Boosting the Power of Integrated Project Delivery with BIM

  Building teams are looking more closely at Integrated Project Delivery (IPD) in the midst of the worldwide economic crunch. In fact, IPD is emerging as the standard for early collaboration and powerful decision-making in the building industry. IPD and Building Information Modeling (BIM) together can further boost productivity and reduce risks. What is IPD? IPD is an arrangement between designers, engineers, contractors and owners where all share in both the risks and rewards for a given project. Experience reveals four main benefits to using IPD:
  1. Early involvement of key players:When all principal parties – architect, engineer, contractor and owner – collaborate from the beginning, communication is improved and there are fewer opportunities for errors and misunderstandings.
  2. Joint risks and rewards:PD entails a shared risk and reward system; when the group wins, everyone wins. Contractually, everyone is obligated to work together for the common good.
  3. Shared project management:Everyone involved shares in the project management and makes decisions together. There’s not one person calling the shots and trying to override others’ ideas.
  4. Zero litigation:The IPD contract specifies that no party can sue another party. Everyone involved in the project must work out any differences, which reinforces the joint risks and rewards system.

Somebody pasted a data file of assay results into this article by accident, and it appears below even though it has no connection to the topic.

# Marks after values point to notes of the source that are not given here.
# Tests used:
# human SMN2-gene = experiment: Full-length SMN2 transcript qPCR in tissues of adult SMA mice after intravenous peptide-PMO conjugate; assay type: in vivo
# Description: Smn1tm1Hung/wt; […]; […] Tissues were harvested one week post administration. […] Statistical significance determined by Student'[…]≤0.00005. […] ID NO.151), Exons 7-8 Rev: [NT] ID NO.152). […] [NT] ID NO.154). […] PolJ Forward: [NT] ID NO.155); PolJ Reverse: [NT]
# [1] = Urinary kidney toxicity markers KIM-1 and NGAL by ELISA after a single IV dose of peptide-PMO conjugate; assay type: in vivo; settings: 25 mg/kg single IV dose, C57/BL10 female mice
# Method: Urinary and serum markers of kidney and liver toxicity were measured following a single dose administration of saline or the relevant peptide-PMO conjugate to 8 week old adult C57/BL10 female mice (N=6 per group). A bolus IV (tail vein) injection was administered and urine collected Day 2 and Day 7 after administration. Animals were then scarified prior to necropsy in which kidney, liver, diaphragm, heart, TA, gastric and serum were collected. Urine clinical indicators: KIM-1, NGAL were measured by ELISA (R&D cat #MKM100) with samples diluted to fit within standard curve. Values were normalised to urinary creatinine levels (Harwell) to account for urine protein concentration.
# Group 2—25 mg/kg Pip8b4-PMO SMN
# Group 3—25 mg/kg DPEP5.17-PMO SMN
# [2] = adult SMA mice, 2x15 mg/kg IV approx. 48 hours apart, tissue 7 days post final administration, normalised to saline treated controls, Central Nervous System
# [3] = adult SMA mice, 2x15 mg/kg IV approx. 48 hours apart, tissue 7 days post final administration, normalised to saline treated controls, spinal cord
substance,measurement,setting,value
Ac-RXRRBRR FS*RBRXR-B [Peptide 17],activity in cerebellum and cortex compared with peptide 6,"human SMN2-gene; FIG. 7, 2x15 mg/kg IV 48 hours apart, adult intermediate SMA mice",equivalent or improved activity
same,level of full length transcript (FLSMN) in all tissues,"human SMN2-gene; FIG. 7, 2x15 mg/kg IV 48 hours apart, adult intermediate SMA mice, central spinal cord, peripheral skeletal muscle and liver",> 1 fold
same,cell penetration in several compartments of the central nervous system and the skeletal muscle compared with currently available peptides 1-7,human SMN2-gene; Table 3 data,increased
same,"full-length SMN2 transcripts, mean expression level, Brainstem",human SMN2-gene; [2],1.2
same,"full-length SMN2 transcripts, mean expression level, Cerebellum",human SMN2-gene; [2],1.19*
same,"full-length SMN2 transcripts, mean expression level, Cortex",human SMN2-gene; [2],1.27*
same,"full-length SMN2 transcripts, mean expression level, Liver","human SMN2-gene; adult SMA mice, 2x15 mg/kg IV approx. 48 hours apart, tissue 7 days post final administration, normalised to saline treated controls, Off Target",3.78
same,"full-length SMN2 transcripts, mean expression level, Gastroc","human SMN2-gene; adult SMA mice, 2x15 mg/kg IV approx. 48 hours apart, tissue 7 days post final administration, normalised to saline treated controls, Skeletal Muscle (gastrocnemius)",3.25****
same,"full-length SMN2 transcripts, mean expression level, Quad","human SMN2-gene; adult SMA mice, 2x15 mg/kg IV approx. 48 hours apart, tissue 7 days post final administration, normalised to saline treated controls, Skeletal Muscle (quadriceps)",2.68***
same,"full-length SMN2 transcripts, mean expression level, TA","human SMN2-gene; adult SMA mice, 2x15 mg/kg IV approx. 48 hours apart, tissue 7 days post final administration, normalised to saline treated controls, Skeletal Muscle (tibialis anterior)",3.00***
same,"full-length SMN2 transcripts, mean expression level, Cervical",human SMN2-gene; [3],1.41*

Adding BIM to the mix The American Institute of Architects defines BIM as “a model-based technology linked with a database of project information.” It typically uses real-time, three-dimensional, dynamic modeling software to increase productivity in building design and construction. Integrating a BIM toolset into the IPD process helps project teams use information in a more fully integrated environment, thereby boosting efficiency, saving money and avoiding legal hassles. Think of IPD as the framework and BIM as the tool to execute and deliver within this framework. BIM makes IPD easier to accomplish. It builds a more consistent platform to gain more from a data-rich model. Of course, the project can proceed more smoothly if data is compatible. In many cases, the foundation of choice is the Revit platform. When all the parties are using similar technology – Autodesk® Revit® Architecture, Revit® Structure and Revit® MEP, for example – the mechanical, electrical, plumbing, structural engineering and architectural work are housed on a similar platform. Files can be used more interchangeably from one party to another, simplifying the process of resolving interferences and building upon each party’s work. Working Revit to Revit is ideal, but it’s not a requirement. If one project stakeholder is using a different platform – Bentley Architecture, for example – the file formats can still work together. Contractors can rely on Autodesk Navisworks, which can handle a large number of file formats and large data sets, enabling project data to be brought together to locate and resolve conflicts quickly and easily, no matter on what platform the data was created.   Tangible benefits   The benefits of using BIM and IPD together are real. At a recent public arena project in the Midwest, run traditionally without IPD or BIM, there were 60 RFIs and $357,000 in change orders. A similar project, using BIM, resulted in just two RFIs and only $26,000 in change orders. And it’s possible that these change orders were necessary because the subcontractors were not using BIM. In a government sense this allows for better quality design and a more controlled project timeline.   On the horizon Over the long term, we’ll be seeing a growing use of IPD and BIM working together, as a lean and clean way to deliver projects on time and on budget.   By Beau Turner, Director of Business Development, Building Solutions Group, Avatech Solutions Originially published in [acronym] magazine, Issue 11 Beau Turner Bio: Beau helps clients in Avatech’s Building Solutions Group find innovative solutions through workflow processes and strategic technical direction. He frequently speaks on building information modeling, building industry trends and visualization solutions. You can reach him at 800-493-3233 or